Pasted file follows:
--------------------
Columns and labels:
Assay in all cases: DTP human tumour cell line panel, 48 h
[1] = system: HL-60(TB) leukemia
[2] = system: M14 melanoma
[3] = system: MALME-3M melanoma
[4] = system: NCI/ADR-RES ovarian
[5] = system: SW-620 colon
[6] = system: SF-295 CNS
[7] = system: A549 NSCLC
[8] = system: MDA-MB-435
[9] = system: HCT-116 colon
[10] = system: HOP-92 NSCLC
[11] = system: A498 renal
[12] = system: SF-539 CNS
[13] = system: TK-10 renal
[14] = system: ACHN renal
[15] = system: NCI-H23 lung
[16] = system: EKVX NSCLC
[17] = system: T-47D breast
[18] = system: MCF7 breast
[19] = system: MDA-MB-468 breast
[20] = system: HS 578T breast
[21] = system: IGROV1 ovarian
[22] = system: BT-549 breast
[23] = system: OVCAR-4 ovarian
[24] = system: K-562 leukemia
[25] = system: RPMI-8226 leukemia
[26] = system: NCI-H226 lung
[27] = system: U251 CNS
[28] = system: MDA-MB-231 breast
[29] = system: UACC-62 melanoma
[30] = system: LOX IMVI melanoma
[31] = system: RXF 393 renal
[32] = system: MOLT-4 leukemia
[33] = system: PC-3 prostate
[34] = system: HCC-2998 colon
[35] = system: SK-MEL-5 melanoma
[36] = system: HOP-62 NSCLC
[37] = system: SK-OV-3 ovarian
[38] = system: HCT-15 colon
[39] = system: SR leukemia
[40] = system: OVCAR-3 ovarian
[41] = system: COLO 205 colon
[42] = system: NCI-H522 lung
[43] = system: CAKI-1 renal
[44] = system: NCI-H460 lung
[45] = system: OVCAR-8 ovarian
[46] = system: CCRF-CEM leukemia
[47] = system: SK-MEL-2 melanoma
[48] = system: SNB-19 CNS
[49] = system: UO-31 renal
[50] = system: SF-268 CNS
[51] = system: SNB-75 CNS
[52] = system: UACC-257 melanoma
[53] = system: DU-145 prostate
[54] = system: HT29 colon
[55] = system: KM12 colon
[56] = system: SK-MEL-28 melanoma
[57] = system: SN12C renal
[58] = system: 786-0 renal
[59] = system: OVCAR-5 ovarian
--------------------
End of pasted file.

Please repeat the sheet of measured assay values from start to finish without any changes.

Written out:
Columns and labels:
Assay in all cases: DTP human tumour cell line panel, 48 h
[1] = system: HL-60(TB) leukemia
[2] = system: M14 melanoma
[3] = system: MALME-3M melanoma
[4] = system: NCI/ADR-RES ovarian
[5] = system: SW-620 colon
[6] = system: SF-295 CNS
[7] = system: A549 NSCLC
[8] = system: MDA-MB-435
[9] = system: HCT-116 colon
[10] = system: HOP-92 NSCLC
[11] = system: A498 renal
[12] = system: SF-539 CNS
[13] = system: TK-10 renal
[14] = system: ACHN renal
[15] = system: NCI-H23 lung
[16] = system: EKVX NSCLC
[17] = system: T-47D breast
[18] = system: MCF7 breast
[19] = system: MDA-MB-468 breast
[20] = system: HS 578T breast
[21] = system: IGROV1 ovarian
[22] = system: BT-549 breast
[23] = system: OVCAR-4 ovarian
[24] = system: K-562 leukemia
[25] = system: RPMI-8226 leukemia
[26] = system: NCI-H226 lung
[27] = system: U251 CNS
[28] = system: MDA-MB-231 breast
[29] = system: UACC-62 melanoma
[30] = system: LOX IMVI melanoma
[31] = system: RXF 393 renal
[32] = system: MOLT-4 leukemia
[33] = system: PC-3 prostate
[34] = system: HCC-2998 colon
[35] = system: SK-MEL-5 melanoma
[36] = system: HOP-62 NSCLC
[37] = system: SK-OV-3 ovarian
[38] = system: HCT-15 colon
[39] = system: SR leukemia
[40] = system: OVCAR-3 ovarian
[41] = system: COLO 205 colon
[42] = system: NCI-H522 lung
[43] = system: CAKI-1 renal
[44] = system: NCI-H460 lung
[45] = system: OVCAR-8 ovarian
[46] = system: CCRF-CEM leukemia
[47] = system: SK-MEL-2 melanoma
[48] = system: SNB-19 CNS
[49] = system: UO-31 renal
[50] = system: SF-268 CNS
[51] = system: SNB-75 CNS
[52] = system: UACC-257 melanoma
[53] = system: DU-145 prostate
[54] = system: HT29 colon
[55] = system: KM12 colon
[56] = system: SK-MEL-28 melanoma
[57] = system: SN12C renal
[58] = system: 786-0 renal
[59] = system: OVCAR-5 ovarian